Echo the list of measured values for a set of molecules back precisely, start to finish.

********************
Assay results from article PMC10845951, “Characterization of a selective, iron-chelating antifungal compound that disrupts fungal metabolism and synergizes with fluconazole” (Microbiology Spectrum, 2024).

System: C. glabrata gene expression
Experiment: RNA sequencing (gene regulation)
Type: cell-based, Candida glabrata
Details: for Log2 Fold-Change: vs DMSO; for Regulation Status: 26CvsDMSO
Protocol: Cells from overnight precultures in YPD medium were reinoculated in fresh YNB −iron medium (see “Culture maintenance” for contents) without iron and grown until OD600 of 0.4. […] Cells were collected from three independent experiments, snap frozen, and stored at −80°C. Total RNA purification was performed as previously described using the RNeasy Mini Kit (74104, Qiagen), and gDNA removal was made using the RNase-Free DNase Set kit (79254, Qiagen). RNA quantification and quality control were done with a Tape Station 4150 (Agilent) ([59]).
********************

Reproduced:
Assay results from article PMC10845951, “Characterization of a selective, iron-chelating antifungal compound that disrupts fungal metabolism and synergizes with fluconazole” (Microbiology Spectrum, 2024).

System: C. glabrata gene expression
Experiment: RNA sequencing (gene regulation)
Type: cell-based, Candida glabrata
Details: for Log2 Fold-Change: vs DMSO; for Regulation Status: 26CvsDMSO
Protocol: Cells from overnight precultures in YPD medium were reinoculated in fresh YNB −iron medium (see “Culture maintenance” for contents) without iron and grown until OD600 of 0.4. […] Cells were collected from three independent experiments, snap frozen, and stored at −80°C. Total RNA purification was performed as previously described using the RNeasy Mini Kit (74104, Qiagen), and gDNA removal was made using the RNase-Free DNase Set kit (79254, Qiagen). RNA quantification and quality control were done with a Tape Station 4150 (Agilent) ([59]).